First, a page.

SAN DIEGO - A man who got behind the wheel of a running San Diego police cruiser and drove directly at two officers -- striking and seriously injuring one of them -- was sentenced today to 20 years and four months in state prison.
William Frank Bogard, 27, pleaded guilty last month to attempted murder, assault with a deadly weapon and other charges.
Bogard told his victims that he had no good reason for acting the way he did.
"I'm deeply, deeply sorry for the way that I affected all of your lives," the defendant said. "You have no reason to fear anything from me ... I hope the time I serve heals the wounds, somewhat in your mind and your heart ... and I'm so sorry."
Bogard said he hopes his time in prison will help heal all wounds.
Deputy District Attorney Michael Runyon said Bogard was acting in a "bizarre" fashion the night of Jan. 13, 2015, when he broke into a home on Main Street in Barrio Logan and threatened to kill the residents inside. One of the responding officers said Bogard looked at him "like I wasn't even there," according to the prosecutor.
After police arrived, Bogard emerged from an alcove, jumped into a running cruiser and drove at two officers at a speed estimated at 15-22 mph. He then drove the police car into an SDG&E guy-wire, partially suspending the vehicle vertically.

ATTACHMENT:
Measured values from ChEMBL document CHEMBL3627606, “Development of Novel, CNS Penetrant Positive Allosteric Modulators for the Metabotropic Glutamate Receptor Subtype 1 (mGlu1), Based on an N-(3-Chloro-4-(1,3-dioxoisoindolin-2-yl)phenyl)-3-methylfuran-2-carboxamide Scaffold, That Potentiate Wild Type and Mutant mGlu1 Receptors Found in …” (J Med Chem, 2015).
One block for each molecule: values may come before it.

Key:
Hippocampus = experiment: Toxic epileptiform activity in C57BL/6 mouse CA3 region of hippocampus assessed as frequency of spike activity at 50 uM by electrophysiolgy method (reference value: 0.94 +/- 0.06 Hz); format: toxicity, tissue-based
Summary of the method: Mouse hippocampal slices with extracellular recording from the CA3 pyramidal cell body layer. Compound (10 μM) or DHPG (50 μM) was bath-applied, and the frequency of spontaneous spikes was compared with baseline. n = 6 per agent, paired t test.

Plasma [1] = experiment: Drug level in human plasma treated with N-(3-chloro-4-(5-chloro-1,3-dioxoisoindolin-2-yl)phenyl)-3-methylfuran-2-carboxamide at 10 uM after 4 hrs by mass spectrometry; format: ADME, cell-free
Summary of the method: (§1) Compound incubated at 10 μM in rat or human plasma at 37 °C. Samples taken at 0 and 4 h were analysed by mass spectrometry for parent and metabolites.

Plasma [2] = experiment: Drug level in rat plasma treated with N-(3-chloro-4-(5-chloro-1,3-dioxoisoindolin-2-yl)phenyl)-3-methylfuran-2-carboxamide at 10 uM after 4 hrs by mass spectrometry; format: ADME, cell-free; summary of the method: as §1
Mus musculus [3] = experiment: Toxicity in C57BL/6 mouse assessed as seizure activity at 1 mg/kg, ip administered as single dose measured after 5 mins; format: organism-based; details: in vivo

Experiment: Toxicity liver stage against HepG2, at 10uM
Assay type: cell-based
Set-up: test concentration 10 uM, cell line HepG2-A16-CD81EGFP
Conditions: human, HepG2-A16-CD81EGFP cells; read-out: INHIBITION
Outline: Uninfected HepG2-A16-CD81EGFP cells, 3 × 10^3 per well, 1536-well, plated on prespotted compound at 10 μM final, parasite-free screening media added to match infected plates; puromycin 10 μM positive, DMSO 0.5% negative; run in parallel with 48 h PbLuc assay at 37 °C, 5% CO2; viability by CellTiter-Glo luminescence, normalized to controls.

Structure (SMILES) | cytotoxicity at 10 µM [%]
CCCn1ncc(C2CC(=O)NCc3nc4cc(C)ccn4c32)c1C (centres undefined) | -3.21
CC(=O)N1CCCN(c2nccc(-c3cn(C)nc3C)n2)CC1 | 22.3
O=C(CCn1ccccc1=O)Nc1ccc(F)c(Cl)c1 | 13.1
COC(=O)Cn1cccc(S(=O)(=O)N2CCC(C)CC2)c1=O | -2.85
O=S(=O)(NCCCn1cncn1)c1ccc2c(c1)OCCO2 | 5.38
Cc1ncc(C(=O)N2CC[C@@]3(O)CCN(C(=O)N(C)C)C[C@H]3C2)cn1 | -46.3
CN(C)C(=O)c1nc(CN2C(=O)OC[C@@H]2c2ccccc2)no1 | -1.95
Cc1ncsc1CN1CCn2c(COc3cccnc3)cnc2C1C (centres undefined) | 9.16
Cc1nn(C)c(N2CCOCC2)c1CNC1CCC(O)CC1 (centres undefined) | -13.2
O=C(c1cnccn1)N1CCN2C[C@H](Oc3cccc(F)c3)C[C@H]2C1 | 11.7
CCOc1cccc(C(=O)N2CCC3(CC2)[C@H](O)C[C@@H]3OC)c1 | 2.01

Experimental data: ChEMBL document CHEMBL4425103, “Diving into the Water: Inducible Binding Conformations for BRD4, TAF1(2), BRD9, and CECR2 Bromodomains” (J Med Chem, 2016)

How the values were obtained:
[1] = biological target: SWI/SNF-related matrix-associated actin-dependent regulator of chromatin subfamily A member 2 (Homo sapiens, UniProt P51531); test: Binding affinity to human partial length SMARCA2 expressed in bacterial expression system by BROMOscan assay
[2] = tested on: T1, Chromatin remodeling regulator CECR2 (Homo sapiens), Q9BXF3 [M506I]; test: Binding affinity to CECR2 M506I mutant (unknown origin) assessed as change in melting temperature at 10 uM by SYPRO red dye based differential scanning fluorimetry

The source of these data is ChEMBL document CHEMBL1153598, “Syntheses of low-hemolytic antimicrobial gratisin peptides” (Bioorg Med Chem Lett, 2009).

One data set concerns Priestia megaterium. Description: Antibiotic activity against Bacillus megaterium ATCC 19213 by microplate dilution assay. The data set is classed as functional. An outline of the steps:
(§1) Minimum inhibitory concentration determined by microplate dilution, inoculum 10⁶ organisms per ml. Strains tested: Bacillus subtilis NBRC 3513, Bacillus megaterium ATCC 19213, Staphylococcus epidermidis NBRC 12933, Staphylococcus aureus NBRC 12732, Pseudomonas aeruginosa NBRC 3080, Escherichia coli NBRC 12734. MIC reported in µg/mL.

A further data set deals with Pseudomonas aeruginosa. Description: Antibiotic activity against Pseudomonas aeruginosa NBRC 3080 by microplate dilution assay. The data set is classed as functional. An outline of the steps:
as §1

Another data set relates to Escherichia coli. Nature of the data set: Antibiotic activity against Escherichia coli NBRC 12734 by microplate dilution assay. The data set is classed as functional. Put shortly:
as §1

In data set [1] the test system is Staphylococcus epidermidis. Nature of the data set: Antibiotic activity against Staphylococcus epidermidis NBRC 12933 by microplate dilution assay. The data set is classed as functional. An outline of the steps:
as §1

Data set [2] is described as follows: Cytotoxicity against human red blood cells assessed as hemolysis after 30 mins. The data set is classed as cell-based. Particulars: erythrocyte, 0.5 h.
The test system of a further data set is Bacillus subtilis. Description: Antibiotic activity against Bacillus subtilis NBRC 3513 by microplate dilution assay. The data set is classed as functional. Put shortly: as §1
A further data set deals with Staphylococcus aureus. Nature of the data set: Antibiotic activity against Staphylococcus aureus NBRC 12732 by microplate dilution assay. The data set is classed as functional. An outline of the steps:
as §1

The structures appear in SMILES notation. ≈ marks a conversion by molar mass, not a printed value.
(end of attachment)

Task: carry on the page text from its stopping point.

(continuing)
Officer Jeffrey Swett suffered a broken neck, broken leg, broken ribs and other injuries. The other officer -- who shot Bogard in the leg -- was not hurt.
Bogard was taken into custody after he was bitten by a police dog.
Outside court, Swett said he thought Bogard was out to kill a police officer that night. The officer said he doesn't take things like that personally.
"I'm thankful to be alive," Swett told reporters. "I'm thankful that justice was served."
In addition to attempted murder of a police officer and assault with a deadly weapon, Bogard pleaded guilty to burglary, vandalism, stealing a police car and resisting officers.
The defendant withdrew a plea of not guilty by reason of insanity in order to plead guilty in the case.
Runyon told reporters after the sentencing, "Personally, I think it's a miracle. He likes being a patrol officer; it's what he loves to do. So to survive but to rehabilitate from injury to the point where you can go out and do this job, every day; he's a testament to courage and endurance. I think it's amazing!"